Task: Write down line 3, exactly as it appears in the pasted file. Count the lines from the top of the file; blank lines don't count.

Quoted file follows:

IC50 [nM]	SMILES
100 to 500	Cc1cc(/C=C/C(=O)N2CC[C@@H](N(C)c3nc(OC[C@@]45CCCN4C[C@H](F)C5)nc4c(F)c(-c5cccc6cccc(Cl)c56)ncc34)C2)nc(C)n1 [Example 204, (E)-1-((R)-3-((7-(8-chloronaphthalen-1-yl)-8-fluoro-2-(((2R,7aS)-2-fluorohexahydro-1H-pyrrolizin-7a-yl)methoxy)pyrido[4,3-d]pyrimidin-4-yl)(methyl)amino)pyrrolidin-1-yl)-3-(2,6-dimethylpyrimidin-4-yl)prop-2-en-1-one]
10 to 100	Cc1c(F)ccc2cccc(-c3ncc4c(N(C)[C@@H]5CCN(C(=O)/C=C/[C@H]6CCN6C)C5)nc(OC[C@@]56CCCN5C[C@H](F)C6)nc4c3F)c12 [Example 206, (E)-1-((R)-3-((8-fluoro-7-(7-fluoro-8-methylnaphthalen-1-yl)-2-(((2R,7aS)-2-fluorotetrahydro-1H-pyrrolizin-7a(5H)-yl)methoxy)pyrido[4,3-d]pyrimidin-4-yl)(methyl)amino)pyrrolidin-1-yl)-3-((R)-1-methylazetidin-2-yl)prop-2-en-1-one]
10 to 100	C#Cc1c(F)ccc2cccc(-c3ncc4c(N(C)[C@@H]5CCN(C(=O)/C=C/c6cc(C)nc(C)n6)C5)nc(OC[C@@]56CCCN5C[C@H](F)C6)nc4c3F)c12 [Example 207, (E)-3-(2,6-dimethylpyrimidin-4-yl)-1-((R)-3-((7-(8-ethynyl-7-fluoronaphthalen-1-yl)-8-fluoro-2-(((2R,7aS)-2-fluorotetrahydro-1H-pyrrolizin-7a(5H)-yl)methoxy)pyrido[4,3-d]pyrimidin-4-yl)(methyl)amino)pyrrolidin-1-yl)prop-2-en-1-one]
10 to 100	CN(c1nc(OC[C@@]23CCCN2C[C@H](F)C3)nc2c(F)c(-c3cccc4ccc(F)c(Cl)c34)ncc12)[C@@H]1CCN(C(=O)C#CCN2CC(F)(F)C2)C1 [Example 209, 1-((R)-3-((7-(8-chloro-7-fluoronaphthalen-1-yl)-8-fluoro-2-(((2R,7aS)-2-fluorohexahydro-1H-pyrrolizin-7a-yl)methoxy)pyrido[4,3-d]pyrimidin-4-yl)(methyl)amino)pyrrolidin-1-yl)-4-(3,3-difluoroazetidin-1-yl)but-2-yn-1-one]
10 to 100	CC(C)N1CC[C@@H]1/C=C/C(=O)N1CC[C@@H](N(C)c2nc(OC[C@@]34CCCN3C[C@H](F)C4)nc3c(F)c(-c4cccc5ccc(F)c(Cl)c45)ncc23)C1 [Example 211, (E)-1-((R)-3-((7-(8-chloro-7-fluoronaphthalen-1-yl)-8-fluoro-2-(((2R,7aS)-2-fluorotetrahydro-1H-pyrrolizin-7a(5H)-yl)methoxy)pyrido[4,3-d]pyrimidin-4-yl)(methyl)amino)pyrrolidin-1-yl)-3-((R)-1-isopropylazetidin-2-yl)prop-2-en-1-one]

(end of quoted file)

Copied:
10 to 100	Cc1c(F)ccc2cccc(-c3ncc4c(N(C)[C@@H]5CCN(C(=O)/C=C/[C@H]6CCN6C)C5)nc(OC[C@@]56CCCN5C[C@H](F)C6)nc4c3F)c12 [Example 206, (E)-1-((R)-3-((8-fluoro-7-(7-fluoro-8-methylnaphthalen-1-yl)-2-(((2R,7aS)-2-fluorotetrahydro-1H-pyrrolizin-7a(5H)-yl)methoxy)pyrido[4,3-d]pyrimidin-4-yl)(methyl)amino)pyrrolidin-1-yl)-3-((R)-1-methylazetidin-2-yl)prop-2-en-1-one]